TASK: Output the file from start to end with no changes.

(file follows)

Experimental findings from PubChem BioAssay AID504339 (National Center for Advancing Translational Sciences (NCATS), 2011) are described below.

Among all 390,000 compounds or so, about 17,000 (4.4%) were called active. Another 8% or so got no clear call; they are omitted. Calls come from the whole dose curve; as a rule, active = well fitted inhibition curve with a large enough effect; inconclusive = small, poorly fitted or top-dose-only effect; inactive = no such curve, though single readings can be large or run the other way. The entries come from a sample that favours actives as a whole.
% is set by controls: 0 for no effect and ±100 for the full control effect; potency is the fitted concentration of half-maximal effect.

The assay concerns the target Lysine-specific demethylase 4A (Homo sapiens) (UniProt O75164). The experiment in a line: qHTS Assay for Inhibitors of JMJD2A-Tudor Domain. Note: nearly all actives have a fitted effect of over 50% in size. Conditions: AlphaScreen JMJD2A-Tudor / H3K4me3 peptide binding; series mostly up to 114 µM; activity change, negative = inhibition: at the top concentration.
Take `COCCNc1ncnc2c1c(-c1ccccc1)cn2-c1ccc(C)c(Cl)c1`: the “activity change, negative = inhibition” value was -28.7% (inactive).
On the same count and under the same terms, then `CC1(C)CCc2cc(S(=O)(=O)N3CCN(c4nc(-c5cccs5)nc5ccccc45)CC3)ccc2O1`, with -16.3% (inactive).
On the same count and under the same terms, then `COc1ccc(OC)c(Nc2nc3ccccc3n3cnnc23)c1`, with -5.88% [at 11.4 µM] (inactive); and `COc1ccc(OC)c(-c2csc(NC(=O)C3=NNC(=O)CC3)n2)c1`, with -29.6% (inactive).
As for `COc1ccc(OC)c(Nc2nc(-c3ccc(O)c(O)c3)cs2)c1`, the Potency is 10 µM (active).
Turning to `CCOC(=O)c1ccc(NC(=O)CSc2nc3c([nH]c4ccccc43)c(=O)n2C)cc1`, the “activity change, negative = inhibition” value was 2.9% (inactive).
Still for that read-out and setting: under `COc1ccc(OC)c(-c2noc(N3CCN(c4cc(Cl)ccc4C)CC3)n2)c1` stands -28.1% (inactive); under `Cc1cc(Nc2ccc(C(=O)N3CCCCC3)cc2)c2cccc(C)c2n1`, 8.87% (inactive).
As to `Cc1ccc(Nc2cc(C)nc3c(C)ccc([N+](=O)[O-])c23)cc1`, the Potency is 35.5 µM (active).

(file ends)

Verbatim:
Experimental findings from PubChem BioAssay AID504339 (National Center for Advancing Translational Sciences (NCATS), 2011) are described below.

Among all 390,000 compounds or so, about 17,000 (4.4%) were called active. Another 8% or so got no clear call; they are omitted. Calls come from the whole dose curve; as a rule, active = well fitted inhibition curve with a large enough effect; inconclusive = small, poorly fitted or top-dose-only effect; inactive = no such curve, though single readings can be large or run the other way. The entries come from a sample that favours actives as a whole.
% is set by controls: 0 for no effect and ±100 for the full control effect; potency is the fitted concentration of half-maximal effect.

The assay concerns the target Lysine-specific demethylase 4A (Homo sapiens) (UniProt O75164). The experiment in a line: qHTS Assay for Inhibitors of JMJD2A-Tudor Domain. Note: nearly all actives have a fitted effect of over 50% in size. Conditions: AlphaScreen JMJD2A-Tudor / H3K4me3 peptide binding; series mostly up to 114 µM; activity change, negative = inhibition: at the top concentration.
Take `COCCNc1ncnc2c1c(-c1ccccc1)cn2-c1ccc(C)c(Cl)c1`: the “activity change, negative = inhibition” value was -28.7% (inactive).
On the same count and under the same terms, then `CC1(C)CCc2cc(S(=O)(=O)N3CCN(c4nc(-c5cccs5)nc5ccccc45)CC3)ccc2O1`, with -16.3% (inactive).
On the same count and under the same terms, then `COc1ccc(OC)c(Nc2nc3ccccc3n3cnnc23)c1`, with -5.88% [at 11.4 µM] (inactive); and `COc1ccc(OC)c(-c2csc(NC(=O)C3=NNC(=O)CC3)n2)c1`, with -29.6% (inactive).
As for `COc1ccc(OC)c(Nc2nc(-c3ccc(O)c(O)c3)cs2)c1`, the Potency is 10 µM (active).
Turning to `CCOC(=O)c1ccc(NC(=O)CSc2nc3c([nH]c4ccccc43)c(=O)n2C)cc1`, the “activity change, negative = inhibition” value was 2.9% (inactive).
Still for that read-out and setting: under `COc1ccc(OC)c(-c2noc(N3CCN(c4cc(Cl)ccc4C)CC3)n2)c1` stands -28.1% (inactive); under `Cc1cc(Nc2ccc(C(=O)N3CCCCC3)cc2)c2cccc(C)c2n1`, 8.87% (inactive).
As to `Cc1ccc(Nc2cc(C)nc3c(C)ccc([N+](=O)[O-])c23)cc1`, the Potency is 35.5 µM (active).